Placed as it is between the seasons of Christmas and Lent, Ordinary Time in winter is associated for many with quiet, everyday sacredness. Beginning the Monday after the Baptism of the Lord, and running to the Tuesday before Ash Wednesday on March 5, this season’s feasts celebrate saints whose varied holy lives reflect the mystery of Christ.
On Jan. 21, we remember St. Agnes (Jan. 21), whose short life ended in the chaos of political and social violence. Agnes means “lamb,” and on her feast day, two lambs are blessed whose wool will then be used to make the pallia given by the pope to metropolitan archbishops as a symbol of their jurisdiction.
On the Feast of the Conversion of St. Paul (Jan. 25), the Church celebrates the singular event by which a persecutor of Christians became the Apostle to the Gentiles, who proclaimed the Gospel to all the nations. The Memorial of Sts. Timothy and Titus (Jan. 26), bishops in Asia Minor and Greece, recipients of letters from St. Paul, serve as reminders of spirit and mission. There are many others to acknowledge: St. Frances de Sales (Jan. 24); St. Thomas Aquinas (Jan. 28), St. John Bosco (Jan. 31), and the sibling saints Cyril and Methodious, and of course, St. Valentine (Feb. 14).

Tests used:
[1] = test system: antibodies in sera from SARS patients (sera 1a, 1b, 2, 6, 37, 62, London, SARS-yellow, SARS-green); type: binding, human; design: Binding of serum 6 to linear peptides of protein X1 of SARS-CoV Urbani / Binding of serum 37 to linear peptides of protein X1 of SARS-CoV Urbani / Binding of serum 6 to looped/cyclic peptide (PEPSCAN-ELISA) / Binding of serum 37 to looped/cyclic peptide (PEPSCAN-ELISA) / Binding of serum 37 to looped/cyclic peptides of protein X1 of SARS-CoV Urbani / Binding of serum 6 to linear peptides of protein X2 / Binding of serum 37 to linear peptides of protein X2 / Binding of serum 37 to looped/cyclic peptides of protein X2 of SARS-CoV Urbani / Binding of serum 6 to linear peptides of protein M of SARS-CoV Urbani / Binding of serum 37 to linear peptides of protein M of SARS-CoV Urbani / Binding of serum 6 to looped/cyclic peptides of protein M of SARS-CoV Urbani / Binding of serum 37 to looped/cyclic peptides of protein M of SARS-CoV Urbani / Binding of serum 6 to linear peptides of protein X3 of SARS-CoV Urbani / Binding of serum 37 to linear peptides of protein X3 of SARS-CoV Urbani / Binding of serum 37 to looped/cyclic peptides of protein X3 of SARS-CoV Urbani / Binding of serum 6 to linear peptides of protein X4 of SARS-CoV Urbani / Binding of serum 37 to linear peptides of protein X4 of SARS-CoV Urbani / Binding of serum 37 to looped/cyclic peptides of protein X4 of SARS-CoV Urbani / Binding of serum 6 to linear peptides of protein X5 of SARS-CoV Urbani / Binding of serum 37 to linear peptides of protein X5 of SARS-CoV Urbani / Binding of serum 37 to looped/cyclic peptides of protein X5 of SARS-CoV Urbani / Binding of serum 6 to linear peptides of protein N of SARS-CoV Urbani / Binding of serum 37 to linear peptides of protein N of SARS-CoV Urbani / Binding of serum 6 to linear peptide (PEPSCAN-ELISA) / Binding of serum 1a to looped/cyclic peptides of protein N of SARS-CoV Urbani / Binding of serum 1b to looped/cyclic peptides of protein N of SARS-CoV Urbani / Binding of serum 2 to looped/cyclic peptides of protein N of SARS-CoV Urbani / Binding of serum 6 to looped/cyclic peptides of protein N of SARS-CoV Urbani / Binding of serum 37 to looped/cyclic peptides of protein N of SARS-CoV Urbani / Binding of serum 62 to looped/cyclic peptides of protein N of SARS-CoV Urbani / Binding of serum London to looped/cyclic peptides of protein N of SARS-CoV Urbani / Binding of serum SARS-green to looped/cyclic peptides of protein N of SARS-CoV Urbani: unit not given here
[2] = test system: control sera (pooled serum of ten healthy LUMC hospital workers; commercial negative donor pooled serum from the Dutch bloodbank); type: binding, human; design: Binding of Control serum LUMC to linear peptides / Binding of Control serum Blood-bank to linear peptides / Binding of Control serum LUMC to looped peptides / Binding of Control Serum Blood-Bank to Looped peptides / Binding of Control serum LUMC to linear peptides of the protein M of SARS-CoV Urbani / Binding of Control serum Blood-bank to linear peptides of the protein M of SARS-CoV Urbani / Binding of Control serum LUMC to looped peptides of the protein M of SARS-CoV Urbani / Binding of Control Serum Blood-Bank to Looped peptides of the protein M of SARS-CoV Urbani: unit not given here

There are several other martyrs whose memorials are observed during this winter season. St. Agatha (Feb. 5), a third-century believer who was tortured because of her Christian faith and put to death. St. Paul Miki (Feb. 6), a Jesuit scholastic, suffered the same fate, along with twenty-five companions—crucified in Japan—there are the protomartyrs of the Far East. St. Polycarp (Feb. 23), disciple of St. John the Evangelist and one of the most revered Apostolic fathers, is one of the oldest Christian martyrs—burned at the stake at the age of eighty-six, after many years of service as bishop of Smyrna.